Baldwin announces candidacy for WV House

Stephen Baldwin announces his candidacy for House of Delegates
Stephen Baldwin announces his candidacy for House of Delegates

Baldwin announces

candidacy for WV House

Surrounded by supporters on his 34th birthday, Stephen Baldwin announced his candidacy for the WV House of Delegates on Wednesday. Baldwin is a Presbyterian minister from Ronceverte. For the past four years, he also served as an elected member of the Greenbrier County Board of Education. His call to public service goes back to his childhood.

During his announcement speech he said, “My grandfather, Dr. Ernest Cobb, used to tell people I’d grow up to be a minister or a politician. As usual, he was right!” Baldwin sees public service as a part of his ministry. “It’s all about helping people.”

Speaking about the need for a high quality of life, he told supporters, “It’s time for a new generation of leadership in West Virginia.” West Virginia currently ranks 46th in the nation for quality of life, and Baldwin’s goal is for West Virginia to be in the Top 10 within 10 years. “We have the nicest people in the world, and this is ‘almost heaven.’ What we need is a better quality of life.”

Baldwin cited statistics about high overdose rates, short life spans, a lack of workers with college and technical degrees, and high child poverty rates. Beyond statistics, Baldwin believes we all know what our quality of life feels like. “It feels like waving goodbye to children and grandchildren who go away to college and don’t come back. Most of my classmates left West Virginia, and they haven’t returned because they can’t find good jobs.”

Baldwin’s solution is what he calls “human capital.” Economists use that term to indicate investments in people – education, health, infrastructure, and the environment. And he believes the key is education reform. “Education produces a domino effect in the economy. The only way we’ll ever have good jobs for citizens is when our citizens are prepared to contribute to the modern economy.” He argued that while we spend a large sum on education, over $11,000 per student in West Virginia, we spend it incorrectly. He believes we need fewer layers of state educational bureaucracy and more money for classrooms.

But issues weren’t the only hot topic of the announcement. Perhaps more interesting to voters is Baldwin’s campaign approach. Saying, “There’s too much money in politics,” he pledged to refuse all special interest money. While most candidates seeking seats in the House raise tens of thousands of dollars from political action committees, Baldwin said he would not accept a cent from them even if he agrees with their position.

The money he does spend on his campaign will be spent with local small businesses. Baldwin said he reads the campaign finance reports of legislators each year and is irritated that they talk about creating jobs but buy their campaign materials from the cheapest source, which is always out of state and sometimes out of the country. He challenged his opponents to join him in refusing special interest money and in buying locally.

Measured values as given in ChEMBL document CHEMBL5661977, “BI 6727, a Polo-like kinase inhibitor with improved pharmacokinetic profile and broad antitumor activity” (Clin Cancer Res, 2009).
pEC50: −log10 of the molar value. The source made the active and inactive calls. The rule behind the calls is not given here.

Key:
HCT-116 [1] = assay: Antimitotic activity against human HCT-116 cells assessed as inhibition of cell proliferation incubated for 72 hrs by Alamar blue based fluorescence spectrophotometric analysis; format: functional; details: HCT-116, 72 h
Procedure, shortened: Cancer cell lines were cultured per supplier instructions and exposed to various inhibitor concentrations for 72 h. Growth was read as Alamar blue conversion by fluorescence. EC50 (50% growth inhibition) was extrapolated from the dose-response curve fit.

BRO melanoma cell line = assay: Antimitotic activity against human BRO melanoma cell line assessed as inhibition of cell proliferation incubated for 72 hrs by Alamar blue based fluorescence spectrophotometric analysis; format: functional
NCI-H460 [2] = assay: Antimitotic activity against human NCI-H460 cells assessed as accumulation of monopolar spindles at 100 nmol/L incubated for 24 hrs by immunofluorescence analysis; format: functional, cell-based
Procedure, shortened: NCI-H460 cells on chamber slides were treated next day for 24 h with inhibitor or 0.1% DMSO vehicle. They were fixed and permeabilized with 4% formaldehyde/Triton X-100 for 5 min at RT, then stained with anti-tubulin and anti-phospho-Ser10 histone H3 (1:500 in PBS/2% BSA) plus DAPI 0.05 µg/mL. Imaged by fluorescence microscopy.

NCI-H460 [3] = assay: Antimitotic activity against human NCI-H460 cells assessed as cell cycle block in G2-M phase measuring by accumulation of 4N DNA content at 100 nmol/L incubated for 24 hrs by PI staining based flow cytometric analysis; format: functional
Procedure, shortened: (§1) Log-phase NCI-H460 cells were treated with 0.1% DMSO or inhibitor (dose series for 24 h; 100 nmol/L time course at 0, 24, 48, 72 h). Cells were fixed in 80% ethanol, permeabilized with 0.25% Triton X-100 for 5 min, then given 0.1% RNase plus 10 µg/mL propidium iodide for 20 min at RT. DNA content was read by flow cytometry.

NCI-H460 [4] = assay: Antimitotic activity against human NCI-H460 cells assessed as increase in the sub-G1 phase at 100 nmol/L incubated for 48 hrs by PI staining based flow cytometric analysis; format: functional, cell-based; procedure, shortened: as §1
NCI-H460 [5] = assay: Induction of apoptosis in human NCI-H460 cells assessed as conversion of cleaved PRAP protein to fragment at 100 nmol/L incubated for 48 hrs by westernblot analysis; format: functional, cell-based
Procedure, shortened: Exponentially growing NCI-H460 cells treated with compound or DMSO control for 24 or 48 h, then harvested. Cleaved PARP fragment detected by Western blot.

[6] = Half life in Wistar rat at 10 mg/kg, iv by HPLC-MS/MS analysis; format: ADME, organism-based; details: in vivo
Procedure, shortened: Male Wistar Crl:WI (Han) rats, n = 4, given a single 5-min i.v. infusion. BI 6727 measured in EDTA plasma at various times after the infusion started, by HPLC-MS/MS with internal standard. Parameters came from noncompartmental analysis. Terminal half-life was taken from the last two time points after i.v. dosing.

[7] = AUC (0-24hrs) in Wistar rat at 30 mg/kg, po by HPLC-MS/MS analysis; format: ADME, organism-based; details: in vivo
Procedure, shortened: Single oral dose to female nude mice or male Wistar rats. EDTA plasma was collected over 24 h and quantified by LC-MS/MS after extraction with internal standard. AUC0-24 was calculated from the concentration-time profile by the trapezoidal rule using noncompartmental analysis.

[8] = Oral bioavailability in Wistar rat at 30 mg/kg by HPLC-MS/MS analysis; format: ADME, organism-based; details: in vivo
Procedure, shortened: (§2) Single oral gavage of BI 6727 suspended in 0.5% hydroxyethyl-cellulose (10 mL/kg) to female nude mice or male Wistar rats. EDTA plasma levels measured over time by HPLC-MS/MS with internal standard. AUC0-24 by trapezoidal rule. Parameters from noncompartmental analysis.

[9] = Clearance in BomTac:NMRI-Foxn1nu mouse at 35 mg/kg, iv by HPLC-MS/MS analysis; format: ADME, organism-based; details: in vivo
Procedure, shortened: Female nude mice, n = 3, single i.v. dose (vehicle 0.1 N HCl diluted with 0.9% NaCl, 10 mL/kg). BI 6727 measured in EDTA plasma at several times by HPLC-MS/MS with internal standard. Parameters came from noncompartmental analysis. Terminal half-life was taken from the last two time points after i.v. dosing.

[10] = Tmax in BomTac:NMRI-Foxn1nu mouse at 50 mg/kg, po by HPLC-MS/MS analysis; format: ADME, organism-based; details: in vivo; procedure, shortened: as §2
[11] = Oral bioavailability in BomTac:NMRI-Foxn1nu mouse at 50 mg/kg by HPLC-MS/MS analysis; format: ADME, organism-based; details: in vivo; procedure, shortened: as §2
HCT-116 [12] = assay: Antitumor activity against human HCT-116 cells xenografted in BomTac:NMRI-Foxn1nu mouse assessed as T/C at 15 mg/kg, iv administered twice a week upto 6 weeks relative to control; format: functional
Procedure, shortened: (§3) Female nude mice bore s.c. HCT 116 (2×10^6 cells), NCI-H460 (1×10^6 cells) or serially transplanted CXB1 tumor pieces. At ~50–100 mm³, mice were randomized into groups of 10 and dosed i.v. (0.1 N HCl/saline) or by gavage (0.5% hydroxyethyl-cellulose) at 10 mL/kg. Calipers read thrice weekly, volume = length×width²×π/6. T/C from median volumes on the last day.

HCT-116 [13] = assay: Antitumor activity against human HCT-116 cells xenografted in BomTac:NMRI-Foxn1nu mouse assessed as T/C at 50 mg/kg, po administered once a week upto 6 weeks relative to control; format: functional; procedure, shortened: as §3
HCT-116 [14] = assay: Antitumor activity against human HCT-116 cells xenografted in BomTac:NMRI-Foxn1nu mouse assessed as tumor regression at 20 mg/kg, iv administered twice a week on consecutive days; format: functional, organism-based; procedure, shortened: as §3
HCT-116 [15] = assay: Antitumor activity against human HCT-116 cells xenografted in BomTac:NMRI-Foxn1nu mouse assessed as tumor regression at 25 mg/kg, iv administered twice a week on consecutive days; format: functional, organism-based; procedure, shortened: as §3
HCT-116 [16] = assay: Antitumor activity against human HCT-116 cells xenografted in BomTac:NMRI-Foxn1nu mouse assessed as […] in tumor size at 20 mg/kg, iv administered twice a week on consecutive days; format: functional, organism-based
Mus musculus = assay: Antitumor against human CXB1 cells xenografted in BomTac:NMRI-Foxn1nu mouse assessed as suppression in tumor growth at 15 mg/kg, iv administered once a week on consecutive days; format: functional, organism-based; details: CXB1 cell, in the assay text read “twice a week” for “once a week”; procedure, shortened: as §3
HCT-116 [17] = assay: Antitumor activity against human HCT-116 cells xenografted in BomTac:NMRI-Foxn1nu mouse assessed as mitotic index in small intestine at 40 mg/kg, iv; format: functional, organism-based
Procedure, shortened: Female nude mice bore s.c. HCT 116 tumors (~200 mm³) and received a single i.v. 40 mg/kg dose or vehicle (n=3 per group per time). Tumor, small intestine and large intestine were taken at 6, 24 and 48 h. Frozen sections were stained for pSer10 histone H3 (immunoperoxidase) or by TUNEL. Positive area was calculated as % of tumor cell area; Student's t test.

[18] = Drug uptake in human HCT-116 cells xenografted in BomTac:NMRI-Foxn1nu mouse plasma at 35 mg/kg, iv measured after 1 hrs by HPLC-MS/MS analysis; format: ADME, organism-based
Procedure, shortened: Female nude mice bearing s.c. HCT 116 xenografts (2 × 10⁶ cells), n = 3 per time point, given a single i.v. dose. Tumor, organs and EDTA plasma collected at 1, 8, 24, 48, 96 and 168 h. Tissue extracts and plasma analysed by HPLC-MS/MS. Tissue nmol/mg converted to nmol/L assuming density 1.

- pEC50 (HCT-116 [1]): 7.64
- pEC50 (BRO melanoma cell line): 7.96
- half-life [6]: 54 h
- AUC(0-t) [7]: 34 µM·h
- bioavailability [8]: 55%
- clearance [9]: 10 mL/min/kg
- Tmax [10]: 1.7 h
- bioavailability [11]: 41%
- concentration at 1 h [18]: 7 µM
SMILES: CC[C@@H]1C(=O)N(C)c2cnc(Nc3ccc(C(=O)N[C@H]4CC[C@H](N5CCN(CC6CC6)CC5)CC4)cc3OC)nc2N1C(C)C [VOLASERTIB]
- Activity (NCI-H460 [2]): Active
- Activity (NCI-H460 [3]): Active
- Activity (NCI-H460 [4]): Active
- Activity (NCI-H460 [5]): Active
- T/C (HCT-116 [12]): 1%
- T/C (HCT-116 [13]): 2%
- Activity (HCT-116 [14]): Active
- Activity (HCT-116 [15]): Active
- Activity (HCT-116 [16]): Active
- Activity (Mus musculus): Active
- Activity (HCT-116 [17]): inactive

The announcement was held at the Organ Cave Community Center, which used to be the community’s school. Baldwin said he believes the community-school model of education is part of our future. “Consolidation of our community schools hasn’t lived up to its promises.”

The Organ Cave Community Center now serves as a meeting place for scouts, a giveaway center for food and supplies, and a venue for events. Baldwin began a mission program at his church that helped revitalize the center over the past two summers. His church hosts volunteer group, who stay for one week and provide free home repairs to struggling families throughout the Greenbrier Valley. They also do onsite work at local agencies – Child and Youth Advocacy Center, Children’s Home Society, Davis-Stuart, Family Refuge Center, Oakhurst Outreach, and Wellspring of Greenbrier. In total, Baldwin’s church welcomed 14 groups last year. They expect another full slate this year, beginning in February.

Before serving as minister of the Ronceverte Presbyterian Church, Baldwin received a bachelor’s degree from Queens College and a master’s degree from Vanderbilt University. He has worked in public service for Democrats and Republicans, including the Washington office of Senator Jay Rockefeller.

The primary election is scheduled for May 10, 2015. Baldwin is currently the only Democrat in the race. Two Republican incumbents are expected to seek another term. The general election is scheduled for November 8, 2016. For more information, visit or find the campaign on Twitter or Facebook.


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